High flexibility and readiness to adapt to the demands of foreign markets. Readiness to comply with changes that comes as a result of new trends in the world, punctual execution within agreed terms of delivery and readiness to adapt to the shorter terms that come due to the ever shortening product consumption cycles that become shorter and shorter.


Exceptional relation between product quality and price. This is a result of highly qualified personnel with a long tradition of working in the textile industry, as well as of relatively low labour costs.


Good and modern equipment of the factories, following world trends in developing textile machines and production technologies. In addition to modern textile equipment, more and more companies invest in computer technologies (CAD/CAM system, plotters etc.) that provide product models that meet the demands of buyers and can be used as a perfect training tool for introducing own designs.

Stable macroeconomic condition.


Industry in numbers


Concentration of Macedonian textiles and garment industry (% of total number of companies)

 



Export advantages

  • Country offers potential not only for new foreign direct investment, but also for outsourcing, strategic alliances and joint ventures with many well-established local companies
  • Short delivery periods
  • Flexibility of delivering sizes together with exceptional value for money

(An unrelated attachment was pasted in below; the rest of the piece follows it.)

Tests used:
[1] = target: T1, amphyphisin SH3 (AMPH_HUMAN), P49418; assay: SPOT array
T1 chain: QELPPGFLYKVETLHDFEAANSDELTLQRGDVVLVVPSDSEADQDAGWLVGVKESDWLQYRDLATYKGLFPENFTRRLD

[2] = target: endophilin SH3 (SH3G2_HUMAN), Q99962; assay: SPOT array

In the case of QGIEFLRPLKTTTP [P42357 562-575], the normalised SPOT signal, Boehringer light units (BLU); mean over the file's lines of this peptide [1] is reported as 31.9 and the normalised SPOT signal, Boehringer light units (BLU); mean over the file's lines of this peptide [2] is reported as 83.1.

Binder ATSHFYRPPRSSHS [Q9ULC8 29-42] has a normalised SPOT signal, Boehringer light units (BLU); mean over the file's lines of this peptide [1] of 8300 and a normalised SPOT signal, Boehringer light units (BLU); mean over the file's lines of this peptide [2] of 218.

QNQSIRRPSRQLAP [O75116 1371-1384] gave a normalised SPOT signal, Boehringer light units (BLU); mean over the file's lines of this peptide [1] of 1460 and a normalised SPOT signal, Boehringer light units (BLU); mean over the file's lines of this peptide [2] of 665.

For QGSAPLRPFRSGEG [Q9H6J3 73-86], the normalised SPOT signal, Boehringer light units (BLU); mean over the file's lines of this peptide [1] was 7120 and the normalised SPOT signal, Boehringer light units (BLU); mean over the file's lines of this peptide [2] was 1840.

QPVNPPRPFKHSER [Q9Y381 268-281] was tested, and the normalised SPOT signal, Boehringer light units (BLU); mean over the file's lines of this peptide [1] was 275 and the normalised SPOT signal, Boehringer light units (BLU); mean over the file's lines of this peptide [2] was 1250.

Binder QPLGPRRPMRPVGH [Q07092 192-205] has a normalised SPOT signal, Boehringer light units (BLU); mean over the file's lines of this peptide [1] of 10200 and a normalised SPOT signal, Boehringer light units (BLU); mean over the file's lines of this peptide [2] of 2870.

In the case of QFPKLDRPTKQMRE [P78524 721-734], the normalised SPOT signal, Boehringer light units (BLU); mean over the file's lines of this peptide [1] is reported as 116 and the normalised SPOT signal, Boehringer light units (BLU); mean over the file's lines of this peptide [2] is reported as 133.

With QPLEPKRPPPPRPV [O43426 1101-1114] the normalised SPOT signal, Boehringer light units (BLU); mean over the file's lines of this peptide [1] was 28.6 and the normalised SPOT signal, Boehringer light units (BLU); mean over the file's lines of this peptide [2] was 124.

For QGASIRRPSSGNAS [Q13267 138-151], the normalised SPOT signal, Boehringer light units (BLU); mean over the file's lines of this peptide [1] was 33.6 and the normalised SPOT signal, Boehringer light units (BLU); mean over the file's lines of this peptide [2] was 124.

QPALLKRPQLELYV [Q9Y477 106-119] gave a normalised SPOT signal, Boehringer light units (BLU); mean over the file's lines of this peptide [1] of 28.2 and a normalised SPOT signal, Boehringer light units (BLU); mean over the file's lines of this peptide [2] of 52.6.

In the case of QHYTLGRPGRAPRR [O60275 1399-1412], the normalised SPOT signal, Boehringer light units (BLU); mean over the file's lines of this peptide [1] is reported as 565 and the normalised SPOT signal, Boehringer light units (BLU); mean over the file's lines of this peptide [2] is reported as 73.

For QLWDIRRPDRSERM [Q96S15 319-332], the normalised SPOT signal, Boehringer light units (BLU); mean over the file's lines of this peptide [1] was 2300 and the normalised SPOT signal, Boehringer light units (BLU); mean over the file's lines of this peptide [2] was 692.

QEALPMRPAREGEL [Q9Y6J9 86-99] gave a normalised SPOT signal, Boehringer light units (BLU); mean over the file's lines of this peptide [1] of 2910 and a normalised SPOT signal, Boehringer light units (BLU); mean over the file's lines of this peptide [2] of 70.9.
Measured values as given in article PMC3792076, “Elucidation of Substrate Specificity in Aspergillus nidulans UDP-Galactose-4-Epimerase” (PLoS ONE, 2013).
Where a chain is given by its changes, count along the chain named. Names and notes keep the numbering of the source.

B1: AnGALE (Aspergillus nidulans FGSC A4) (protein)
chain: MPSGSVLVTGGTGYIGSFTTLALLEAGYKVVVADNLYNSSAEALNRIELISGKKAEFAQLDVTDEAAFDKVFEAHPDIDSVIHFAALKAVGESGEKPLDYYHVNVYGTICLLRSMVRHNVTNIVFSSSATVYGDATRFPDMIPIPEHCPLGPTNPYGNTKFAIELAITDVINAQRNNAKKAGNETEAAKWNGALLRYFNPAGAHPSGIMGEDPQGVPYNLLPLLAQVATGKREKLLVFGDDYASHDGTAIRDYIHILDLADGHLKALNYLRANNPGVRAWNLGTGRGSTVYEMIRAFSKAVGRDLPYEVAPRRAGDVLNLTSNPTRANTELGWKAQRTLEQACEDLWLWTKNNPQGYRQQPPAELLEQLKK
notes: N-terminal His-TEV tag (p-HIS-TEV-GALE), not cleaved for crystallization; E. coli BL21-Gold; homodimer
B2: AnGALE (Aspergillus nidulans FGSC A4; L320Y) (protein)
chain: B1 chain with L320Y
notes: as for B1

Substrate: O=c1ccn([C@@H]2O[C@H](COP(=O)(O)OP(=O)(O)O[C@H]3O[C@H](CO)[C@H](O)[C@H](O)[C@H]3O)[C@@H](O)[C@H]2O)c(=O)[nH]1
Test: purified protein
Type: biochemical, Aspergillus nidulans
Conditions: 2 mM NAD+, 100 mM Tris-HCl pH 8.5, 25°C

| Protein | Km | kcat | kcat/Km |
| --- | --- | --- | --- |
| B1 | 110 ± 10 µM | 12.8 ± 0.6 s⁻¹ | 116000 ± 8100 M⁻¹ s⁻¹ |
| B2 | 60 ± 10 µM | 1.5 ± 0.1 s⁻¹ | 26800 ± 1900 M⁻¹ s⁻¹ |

• In addition to garments, there is manufacturing potential for cotton thread and fabric, wool yarn, fabric and knitted fabric.
  • Macedonia's total export value stands at about US$ 0.70 billion in 2013. Its major export markets are Germany, Greece, Netherlands, Austria, Italy and Switzerland. These countries together contribute to about 85.5% of Macedonia's exports. Among these top five markets, Greece and Italy show negative growth in the last five years. However, the rest of them show positive growth.
  • The fastest growing markets for Macedonia's textiles and clothing exports include Austria, Denmark, Turkey, Switzerland and Czech Republic.
  • Macedonia's total import value stands at about US$ 0.56 billion in 2013. Its major imports are from Germany, Turkey, Italy, China and Greece. These countries together contribute to about 68.1% of Macedonia's imports. Out of these top five markets, Germany and Greece show a negative growth in last five years indicating decline in trade.
  • Macedonia's imports have been rising from countries like Czech Republic, India, Bangladesh, Bulgaria and Spain among others.

 

Exim performance



 


Government incentives

  • Unbeatable tax benefits that are lowest in Europe
  • 10% Corporate & Personal income tax
  • 0% tax on retained earnings
  • Lowest operating costs in Europe that drive industry expansion
  • Investment is protected
  • Macedonia is a member of Multilateral Investment Guarantee Agency (MIGA)
  • Tax free economic zones
  • Commercial buildings available - easy to start Brownfield projects
  • According to a PwC and World Bank Group Study 2015, Macedonia is No 1 in the world in total tax rate and 7th in overall paying taxes.
  • As per the statistics by National Bank of the Republic of Macedonia, inflation is less than 2% per annum for the last 13 years. Macedonian Denar stood at 61.6 per Euro for the last 20 years.